The bones were originally discovered in 2010 by archaeologist Kazimir Popkonstantinov, excavating under an ancient church on an island in Bulgaria known as Sveti Ivan, which translates into English as St John.
The knucklebone was one of six human bones, including a tooth and the face part of a cranium, found in small marble sarcophagus under the floor near the altar.
You may want to know: For records starting in the 1500's, Parish Records is the place to look - these are available on CD-ROM and online.
These records can go all the way up to the late 1800's. For information about other records or for more information about genealogy, there are some links to other useful sources of information included on the site.
Our pages on birth records and baptism records can tell you more.
We had suspected that the bones may have been more recent than this, perhaps from the third or fourth centuries.
Poet William Wordsworth married his childhood friend Mary Hutchinson in the parish of Brompton on 4 October 1802.
The marriage register now online at Findmypast shows both their signatures.
This collection comprises beautiful scanned images of the original handwritten registers from 1538 to 1989, alongside fully searchable transcripts of the original documents.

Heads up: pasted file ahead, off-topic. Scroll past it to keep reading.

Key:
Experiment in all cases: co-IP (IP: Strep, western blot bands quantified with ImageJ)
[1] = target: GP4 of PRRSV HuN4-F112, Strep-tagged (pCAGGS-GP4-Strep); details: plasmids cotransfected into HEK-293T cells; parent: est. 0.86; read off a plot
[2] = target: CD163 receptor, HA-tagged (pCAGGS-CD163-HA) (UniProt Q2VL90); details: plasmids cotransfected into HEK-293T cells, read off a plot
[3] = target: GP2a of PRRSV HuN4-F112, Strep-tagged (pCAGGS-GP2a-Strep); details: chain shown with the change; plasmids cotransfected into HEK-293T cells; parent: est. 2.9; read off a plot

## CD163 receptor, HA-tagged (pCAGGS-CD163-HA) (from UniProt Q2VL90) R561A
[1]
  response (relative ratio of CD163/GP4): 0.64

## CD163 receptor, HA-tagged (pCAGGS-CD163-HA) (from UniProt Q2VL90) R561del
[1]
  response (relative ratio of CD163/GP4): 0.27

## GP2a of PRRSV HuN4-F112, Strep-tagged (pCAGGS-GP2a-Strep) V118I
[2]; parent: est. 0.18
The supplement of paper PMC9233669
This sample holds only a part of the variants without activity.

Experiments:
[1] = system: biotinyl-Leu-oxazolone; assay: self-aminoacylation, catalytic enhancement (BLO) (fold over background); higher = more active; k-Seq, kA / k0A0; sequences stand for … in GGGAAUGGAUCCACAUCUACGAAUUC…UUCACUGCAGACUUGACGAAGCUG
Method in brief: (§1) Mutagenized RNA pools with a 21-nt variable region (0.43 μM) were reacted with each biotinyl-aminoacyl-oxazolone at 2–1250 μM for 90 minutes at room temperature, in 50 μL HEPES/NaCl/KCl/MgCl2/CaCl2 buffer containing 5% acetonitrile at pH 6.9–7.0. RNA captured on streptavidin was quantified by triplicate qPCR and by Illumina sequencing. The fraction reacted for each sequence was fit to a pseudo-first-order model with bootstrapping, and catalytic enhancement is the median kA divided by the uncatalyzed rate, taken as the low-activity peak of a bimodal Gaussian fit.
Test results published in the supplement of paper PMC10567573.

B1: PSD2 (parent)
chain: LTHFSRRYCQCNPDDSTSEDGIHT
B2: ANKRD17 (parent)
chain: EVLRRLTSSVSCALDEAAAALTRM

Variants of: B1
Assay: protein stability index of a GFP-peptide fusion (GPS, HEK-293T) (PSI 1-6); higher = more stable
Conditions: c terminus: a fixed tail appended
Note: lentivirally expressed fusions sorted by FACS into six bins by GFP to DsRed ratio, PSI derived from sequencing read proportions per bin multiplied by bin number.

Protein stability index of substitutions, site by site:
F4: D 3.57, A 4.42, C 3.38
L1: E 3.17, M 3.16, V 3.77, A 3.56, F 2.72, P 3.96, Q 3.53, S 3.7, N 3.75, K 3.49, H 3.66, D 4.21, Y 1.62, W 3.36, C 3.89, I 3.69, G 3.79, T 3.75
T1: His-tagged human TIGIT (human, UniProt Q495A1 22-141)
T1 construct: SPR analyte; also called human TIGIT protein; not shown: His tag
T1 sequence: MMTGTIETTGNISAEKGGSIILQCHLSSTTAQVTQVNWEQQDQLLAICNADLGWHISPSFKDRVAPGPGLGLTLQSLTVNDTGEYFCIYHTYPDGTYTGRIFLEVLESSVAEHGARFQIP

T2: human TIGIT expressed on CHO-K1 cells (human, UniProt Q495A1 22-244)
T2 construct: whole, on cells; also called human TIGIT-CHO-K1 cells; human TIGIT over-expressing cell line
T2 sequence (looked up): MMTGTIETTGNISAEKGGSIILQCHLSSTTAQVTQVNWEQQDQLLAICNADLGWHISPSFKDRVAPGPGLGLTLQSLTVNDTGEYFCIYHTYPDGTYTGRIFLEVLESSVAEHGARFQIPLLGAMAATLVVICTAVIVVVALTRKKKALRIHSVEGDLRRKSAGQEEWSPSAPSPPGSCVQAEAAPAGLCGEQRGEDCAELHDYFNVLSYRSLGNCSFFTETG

Explore our Yorkshire parish records now The first phase of this landmark project, released today, includes nearly a million parish records from North Yorkshire County Record Office, Doncaster Archives and Local Studies, East Riding Archives and Local Studies Service, Teesside Archives and Sheffield Archives and Local Studies, as well as over 3 million parish records and Bishop’s Transcripts from the Borthwick Institute for Archives (University of York), which cover the whole of Yorkshire including West Yorkshire.
On completion this will be the most comprehensive online repository of Yorkshire family history records anywhere in the world.
Covering a wide area and timeframe, many of Yorkshire’s most famous sons and daughters can be found in the records.
Today we're delighted to announce that we've published four million parish records in partnership with the Yorkshire Digitisation Consortium.
We've worked with six Yorkshire archives to make these records available online for the very first time.
We are a group of Christians from many different backgrounds who meet to learn more about the teaching of the Bible, to pray and praise God, and to enjoy each other’s company. Everyone is welcome at our services or other activities.
is the protection of adults and children from harm, abuse or neglect.